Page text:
Photos by Spacecrafting
When the kids move out, newly empty-nester couples often consider downsizing to a smaller home. For Kristin Hoaglund and her husband, the only difference was Kristin, owner and principal designer of Kristin Hoaglund Design, had her heart set on designing their new abode herself.
“I guess I was patiently waiting for our sons to get through high school and graduate before taking on a huge project of my own; I knew I was definitely ready!” laughs Hoaglund, who had spent the last decade living in a Lake Elmo house built as a model home—lovely, but not one she could infuse her own design sensibilities into like she wanted.
While browsing possible properties, the couple discovered a formal French provincial home in the suburbs of St. Paul: a 4,300-square-foot brick beauty nestled among towering oak trees and situated on 10 acres of land. Although the house was larger than their current home, Hoaglund saw so much potential in it that she was immediately sold.
“The drive itself was so enchanting—you come through a long, winding drive that leads to this charming home just sitting there, hidden in the woods,” says Hoaglund.
Although the quality of the home’s construction was evident—as was the previous owners’ careful upkeep of the property—the classic French aesthetic had become overshadowed by a mish-mash of design styles inside. While the house had been built in 1974, two additions had added two large wings on either side of the original structure: one in 1990 containing a spacious solarium, and the other in 2001 featuring a new master suite. Plus, the floor plan was much too compartmentalized for ideal entertaining.
“I saw a closed-up, dark, dated space I could make fresh, bright, and connected,” Hoaglund says. “It was the perfect conditions for a remodel.”
The couple, who had built two of their previous homes, undertook the remodel envisioning it to be a quick flip; a passion project for Hoaglund to stretch her creative abilities before they’d sell it and settle into a smaller home. They contracted the labor themselves, going to work on a full gut renovation of the entire home with goals of creating an open floor plan, connecting the main living spaces, and breathing new life into the dated interiors.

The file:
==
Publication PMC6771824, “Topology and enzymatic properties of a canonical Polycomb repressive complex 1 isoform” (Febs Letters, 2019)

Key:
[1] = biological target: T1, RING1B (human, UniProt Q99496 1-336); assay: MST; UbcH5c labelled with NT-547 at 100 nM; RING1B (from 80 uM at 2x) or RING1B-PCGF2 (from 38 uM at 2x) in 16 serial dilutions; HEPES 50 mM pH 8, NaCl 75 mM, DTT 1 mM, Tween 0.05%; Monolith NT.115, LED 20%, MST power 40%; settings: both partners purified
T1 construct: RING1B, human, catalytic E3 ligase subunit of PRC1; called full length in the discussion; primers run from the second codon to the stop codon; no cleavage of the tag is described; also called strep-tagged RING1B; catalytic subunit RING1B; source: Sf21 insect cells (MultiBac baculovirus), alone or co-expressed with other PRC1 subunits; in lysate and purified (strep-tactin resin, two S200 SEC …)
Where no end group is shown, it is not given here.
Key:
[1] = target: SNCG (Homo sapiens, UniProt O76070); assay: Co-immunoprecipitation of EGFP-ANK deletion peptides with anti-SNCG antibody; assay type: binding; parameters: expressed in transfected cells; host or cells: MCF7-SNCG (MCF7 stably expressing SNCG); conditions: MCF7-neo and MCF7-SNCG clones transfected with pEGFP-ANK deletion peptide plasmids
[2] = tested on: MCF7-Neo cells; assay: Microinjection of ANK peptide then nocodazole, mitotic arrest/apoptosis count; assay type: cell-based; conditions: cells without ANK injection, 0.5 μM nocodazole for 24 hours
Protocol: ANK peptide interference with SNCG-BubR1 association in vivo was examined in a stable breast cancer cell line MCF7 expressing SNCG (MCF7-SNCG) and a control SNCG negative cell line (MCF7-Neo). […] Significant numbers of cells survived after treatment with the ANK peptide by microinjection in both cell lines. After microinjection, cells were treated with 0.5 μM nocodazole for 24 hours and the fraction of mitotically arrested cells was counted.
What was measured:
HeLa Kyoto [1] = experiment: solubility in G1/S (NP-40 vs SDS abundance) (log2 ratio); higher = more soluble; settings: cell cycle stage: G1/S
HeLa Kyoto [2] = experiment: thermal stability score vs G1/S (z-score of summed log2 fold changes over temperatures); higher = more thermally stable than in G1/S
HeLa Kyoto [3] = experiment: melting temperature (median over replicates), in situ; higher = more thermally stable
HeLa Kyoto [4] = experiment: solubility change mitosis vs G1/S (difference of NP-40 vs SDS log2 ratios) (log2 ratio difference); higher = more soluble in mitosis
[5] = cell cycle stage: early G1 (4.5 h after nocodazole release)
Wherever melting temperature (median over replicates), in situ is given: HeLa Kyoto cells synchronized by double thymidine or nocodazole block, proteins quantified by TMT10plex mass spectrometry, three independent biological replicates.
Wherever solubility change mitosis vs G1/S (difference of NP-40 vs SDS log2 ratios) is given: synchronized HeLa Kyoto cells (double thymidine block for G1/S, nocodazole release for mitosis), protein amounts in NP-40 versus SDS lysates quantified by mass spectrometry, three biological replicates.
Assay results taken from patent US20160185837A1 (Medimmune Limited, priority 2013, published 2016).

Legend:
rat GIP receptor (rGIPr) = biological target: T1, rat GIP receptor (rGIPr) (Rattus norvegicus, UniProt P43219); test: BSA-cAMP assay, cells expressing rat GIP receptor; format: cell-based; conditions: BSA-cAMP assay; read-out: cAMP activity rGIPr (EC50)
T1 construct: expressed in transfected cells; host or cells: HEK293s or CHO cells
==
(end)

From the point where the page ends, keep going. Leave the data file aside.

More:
“Before, you’d come into the small, dark main entry and look right at a closet,” says Hoaglund, who removed walls and enlarged cased openings in existing walls to create clear sightlines from the front door to the back courtyard. She continues, “People would have to ‘guess’ their way through the house because the main living spaces were completely isolated—you’d never know the solarium even existed unless you went through a tiny door between the kitchen and the original 1970’s family room.”
To wake up the interiors, she covered previously brown windows and trim, beige walls, and ceilings in bright white, and then introduced warmth and color through other finishes such as a rich brown stain for the hardwood floors, a darker stain for kitchen cabinets, and taupe tiles rather than the classic white subway tiles for the kitchen backsplash.
The exterior’s mottled brown stucco brick was also painted white to evoke the spirit of a traditional French home, and Hoaglund finished her remodel with thoughtful touches such as custom light fixtures, furniture and accessories with a more modern twist, and an airy patio space perfect for alfresco entertaining.
While the Hoaglunds undertook the remodel as a two-year flip project, the home turned out so beautifully the couple briefly considered staying there longer.
“We left our last home really wanting to downsize after our boys left, and this was not a downsize—it was the opposite!” says Hoaglund, who has recently decided to put the newly refreshed home on the market and turn her sights toward her next project. “I hope whoever ends up living here long-term appreciates the careful thought that went into every detail of the remodel; I hope they truly find it a charming place to live!”